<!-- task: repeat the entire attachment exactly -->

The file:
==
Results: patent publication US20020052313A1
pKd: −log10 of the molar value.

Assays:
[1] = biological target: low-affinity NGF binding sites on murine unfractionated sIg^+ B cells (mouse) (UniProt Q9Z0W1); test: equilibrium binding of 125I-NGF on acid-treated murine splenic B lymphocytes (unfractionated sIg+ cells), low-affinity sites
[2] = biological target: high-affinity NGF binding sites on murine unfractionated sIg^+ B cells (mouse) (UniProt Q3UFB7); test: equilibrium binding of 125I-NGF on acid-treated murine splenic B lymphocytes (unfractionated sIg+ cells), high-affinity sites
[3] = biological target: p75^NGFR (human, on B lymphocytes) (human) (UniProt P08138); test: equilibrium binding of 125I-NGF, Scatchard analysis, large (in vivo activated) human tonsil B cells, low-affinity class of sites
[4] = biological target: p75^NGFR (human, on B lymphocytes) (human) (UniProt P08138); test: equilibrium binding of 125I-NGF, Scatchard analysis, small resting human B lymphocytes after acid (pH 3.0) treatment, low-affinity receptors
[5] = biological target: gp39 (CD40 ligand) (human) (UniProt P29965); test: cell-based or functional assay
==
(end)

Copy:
Results: patent publication US20020052313A1
pKd: −log10 of the molar value.

Assays:
[1] = biological target: low-affinity NGF binding sites on murine unfractionated sIg^+ B cells (mouse) (UniProt Q9Z0W1); test: equilibrium binding of 125I-NGF on acid-treated murine splenic B lymphocytes (unfractionated sIg+ cells), low-affinity sites
[2] = biological target: high-affinity NGF binding sites on murine unfractionated sIg^+ B cells (mouse) (UniProt Q3UFB7); test: equilibrium binding of 125I-NGF on acid-treated murine splenic B lymphocytes (unfractionated sIg+ cells), high-affinity sites
[3] = biological target: p75^NGFR (human, on B lymphocytes) (human) (UniProt P08138); test: equilibrium binding of 125I-NGF, Scatchard analysis, large (in vivo activated) human tonsil B cells, low-affinity class of sites
[4] = biological target: p75^NGFR (human, on B lymphocytes) (human) (UniProt P08138); test: equilibrium binding of 125I-NGF, Scatchard analysis, small resting human B lymphocytes after acid (pH 3.0) treatment, low-affinity receptors
[5] = biological target: gp39 (CD40 ligand) (human) (UniProt P29965); test: cell-based or functional assay